American wine labels are pretty straight-forward. First of all they’re in English, which, even though I was born and raised on Chicago’s south side, I still consider my native tongue! But there are some basic things to know about US wine labeling that can help you make better wine buying and drinking decisions. To me one of the most important things to know is that the more specifically identified the wine in the bottle is identified on the bottle, the greater the potential for a higher quality, better sipping experience once you pop it open. Here’s what I mean.
There are certain pieces of information that are required by law to be on the label and they are what you’d expect – brand name/name of the producer/winery, alcohol content, sulfite warning, health warning, where the wine is from, etc. But there are lots of other things that are permitted and that’s where a little knowledge helps sort it out. Here are the most common and most important and the label image is there to guide you visually – Ballentine Vineyards 2010 Napa Valley Cabernet Franc, Estate Grown, Pocai Vineyard:
- Vintage: Vintage matters. It’s all about the growing season. Was it too cold early or too hot late? Was there lots of rain or none? Hail? Winds? Sunny or cloudy? Wine is an agricultural product that Mother Nature has a lot to say about. If there is a year on the label (or on a separate smaller label on the bottle) then, in general, at least 95% of the grapes had to be harvested in that year. I say in general because wines from broader regions, like whole states or counties, can have that reduced to 85%, which is similar to the regional wines in Europe.
- Grape Variety: Pretty basic but you’d like to know what you’re drinking, right? But for that grape to be on the label then at least 75% of the stuff in the bottle must be from that grape and the place named. So if the label says Cabernet Franc you can be assured that 75% of it is Cabernet Franc. If no one grape is 75% of the wine in the bottle then it has to be labeled simply Red Wine or White Wine – this is where you find branded, proprietary blends (example is Oracle from Miner), or may see the word Meritage, which signifies the use of the Bordeaux varieties and membership in an association with governing rules – or each grape in the blend must be identified.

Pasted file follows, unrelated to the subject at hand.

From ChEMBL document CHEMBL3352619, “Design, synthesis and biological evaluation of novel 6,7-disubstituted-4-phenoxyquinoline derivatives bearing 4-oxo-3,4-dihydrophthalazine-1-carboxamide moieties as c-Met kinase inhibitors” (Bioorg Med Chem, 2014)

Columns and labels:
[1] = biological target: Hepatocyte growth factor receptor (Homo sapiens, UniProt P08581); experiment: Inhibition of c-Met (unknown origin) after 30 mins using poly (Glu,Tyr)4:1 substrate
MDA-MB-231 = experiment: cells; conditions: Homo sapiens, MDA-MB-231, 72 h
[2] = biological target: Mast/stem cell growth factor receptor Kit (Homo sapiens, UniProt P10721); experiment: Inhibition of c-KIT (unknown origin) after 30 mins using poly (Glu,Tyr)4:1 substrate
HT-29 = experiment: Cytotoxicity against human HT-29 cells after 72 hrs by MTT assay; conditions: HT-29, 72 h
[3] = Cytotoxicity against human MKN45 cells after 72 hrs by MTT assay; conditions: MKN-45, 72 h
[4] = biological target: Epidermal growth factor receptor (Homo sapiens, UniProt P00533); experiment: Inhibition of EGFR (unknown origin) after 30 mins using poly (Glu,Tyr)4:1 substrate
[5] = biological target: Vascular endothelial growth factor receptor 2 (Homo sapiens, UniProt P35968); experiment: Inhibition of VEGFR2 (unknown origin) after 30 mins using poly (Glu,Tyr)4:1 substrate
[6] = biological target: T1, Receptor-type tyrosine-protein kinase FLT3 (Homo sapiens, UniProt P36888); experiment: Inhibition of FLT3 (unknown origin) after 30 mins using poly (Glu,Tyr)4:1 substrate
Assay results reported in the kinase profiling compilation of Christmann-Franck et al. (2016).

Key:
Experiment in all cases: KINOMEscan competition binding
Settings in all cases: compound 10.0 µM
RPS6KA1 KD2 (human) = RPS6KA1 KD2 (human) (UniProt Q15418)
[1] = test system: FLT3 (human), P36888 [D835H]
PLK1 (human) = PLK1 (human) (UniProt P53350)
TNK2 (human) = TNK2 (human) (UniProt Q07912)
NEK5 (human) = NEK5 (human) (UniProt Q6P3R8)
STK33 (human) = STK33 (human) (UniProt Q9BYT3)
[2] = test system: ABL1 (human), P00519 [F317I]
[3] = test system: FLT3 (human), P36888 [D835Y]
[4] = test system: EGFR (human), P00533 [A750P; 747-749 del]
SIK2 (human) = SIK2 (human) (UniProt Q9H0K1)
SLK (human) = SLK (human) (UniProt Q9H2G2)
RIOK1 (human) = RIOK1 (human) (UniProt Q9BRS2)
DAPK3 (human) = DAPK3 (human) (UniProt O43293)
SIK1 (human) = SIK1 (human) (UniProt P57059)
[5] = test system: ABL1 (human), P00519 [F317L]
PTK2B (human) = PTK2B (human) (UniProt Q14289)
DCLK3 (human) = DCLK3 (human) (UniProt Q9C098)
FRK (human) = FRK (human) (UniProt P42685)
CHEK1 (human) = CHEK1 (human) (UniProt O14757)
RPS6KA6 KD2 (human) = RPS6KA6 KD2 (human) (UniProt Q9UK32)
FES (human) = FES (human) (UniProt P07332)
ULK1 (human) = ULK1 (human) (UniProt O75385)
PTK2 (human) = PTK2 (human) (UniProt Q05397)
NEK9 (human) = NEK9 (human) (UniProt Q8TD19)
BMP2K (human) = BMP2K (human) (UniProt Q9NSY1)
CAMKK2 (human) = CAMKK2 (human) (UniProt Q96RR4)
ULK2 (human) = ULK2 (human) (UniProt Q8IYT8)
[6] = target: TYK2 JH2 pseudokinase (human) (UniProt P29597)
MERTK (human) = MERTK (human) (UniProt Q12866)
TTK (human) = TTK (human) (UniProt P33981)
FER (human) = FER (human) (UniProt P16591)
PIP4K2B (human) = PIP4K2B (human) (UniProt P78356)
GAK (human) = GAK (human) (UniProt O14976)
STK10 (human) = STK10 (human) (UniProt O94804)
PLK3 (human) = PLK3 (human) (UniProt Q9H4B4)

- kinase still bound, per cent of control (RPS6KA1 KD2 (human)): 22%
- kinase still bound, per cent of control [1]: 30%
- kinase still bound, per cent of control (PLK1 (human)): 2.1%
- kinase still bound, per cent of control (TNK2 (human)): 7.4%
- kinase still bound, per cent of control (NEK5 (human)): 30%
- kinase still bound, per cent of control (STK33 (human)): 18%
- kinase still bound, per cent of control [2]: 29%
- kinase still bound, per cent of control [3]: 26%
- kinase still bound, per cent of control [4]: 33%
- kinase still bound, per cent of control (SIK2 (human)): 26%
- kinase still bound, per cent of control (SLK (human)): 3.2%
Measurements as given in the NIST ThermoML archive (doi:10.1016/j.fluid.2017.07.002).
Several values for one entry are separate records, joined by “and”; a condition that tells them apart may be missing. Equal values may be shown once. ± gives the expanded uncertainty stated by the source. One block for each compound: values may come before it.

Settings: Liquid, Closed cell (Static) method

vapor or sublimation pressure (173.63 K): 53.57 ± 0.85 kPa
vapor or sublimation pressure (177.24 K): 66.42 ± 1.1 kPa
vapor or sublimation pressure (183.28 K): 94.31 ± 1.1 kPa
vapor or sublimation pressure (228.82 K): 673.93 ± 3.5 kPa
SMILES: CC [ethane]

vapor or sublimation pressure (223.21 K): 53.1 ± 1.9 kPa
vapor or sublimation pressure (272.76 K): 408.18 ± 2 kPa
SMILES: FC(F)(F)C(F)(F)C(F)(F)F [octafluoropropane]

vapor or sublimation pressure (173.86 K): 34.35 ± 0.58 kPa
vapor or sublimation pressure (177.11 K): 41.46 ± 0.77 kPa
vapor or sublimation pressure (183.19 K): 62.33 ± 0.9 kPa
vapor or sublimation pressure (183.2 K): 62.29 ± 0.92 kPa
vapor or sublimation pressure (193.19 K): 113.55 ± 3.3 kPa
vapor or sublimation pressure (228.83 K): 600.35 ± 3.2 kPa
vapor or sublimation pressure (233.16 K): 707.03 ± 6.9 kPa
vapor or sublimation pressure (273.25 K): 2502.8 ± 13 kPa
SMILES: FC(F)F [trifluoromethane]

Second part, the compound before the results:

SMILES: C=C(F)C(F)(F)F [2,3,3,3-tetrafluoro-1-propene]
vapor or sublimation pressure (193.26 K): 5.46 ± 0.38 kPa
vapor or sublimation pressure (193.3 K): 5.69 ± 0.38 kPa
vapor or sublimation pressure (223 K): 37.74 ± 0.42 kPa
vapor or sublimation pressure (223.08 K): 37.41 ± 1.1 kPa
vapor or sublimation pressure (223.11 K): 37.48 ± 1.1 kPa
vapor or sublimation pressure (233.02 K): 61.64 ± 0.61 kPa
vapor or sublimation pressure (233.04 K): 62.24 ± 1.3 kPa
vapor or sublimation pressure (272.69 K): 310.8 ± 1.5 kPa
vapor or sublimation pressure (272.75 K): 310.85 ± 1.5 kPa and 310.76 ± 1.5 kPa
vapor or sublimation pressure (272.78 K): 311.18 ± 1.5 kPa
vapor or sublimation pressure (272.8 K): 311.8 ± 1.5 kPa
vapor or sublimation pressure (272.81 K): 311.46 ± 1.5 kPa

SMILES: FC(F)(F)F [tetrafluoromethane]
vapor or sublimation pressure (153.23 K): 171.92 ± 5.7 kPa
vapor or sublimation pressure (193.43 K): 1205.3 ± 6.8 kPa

- Appellation: “Where you from?” The appellation named on the label go from broadest to most refined – Country, State, AVA (American Viticultural Area) and Vineyard.
- The general rule is that 75% of the grapes come from that state, but its not that simple since a couple of states (California and Oregon) have more stringent labeling regulations. So a wine labeled “California Chardonnay” must have 100% of those Chardonnay grapes from California.
- AVAs are key to label reading. There are 230 AVAs in the US and if the AVA is on the label then 85% of the wine is from there. AVAs are places like Napa Valley (pictured), Russian River, Columbia Valley, Sonoma Coast, etc. Here’s a link to the full list: AVA List
- Single vineyard name: And if there is a vineyard name on the label then 95% of the grapes that made that wine have to be from that vineyard. (Pocai Vineyard pictured)
- Estate designation: If it says “Estate” on the label it means the producer/winery must own or lease the vineyards providing the grapes. (“Estate Grown” pictured).
I always look at the label. I want to know as much about that bottle as possible. And when I see more narrowly defined sources for the wine my going in assumption is that the potential is there for wine that has had more focus and attention brought to it from the vineyard to the winery to the bottle – and then to me!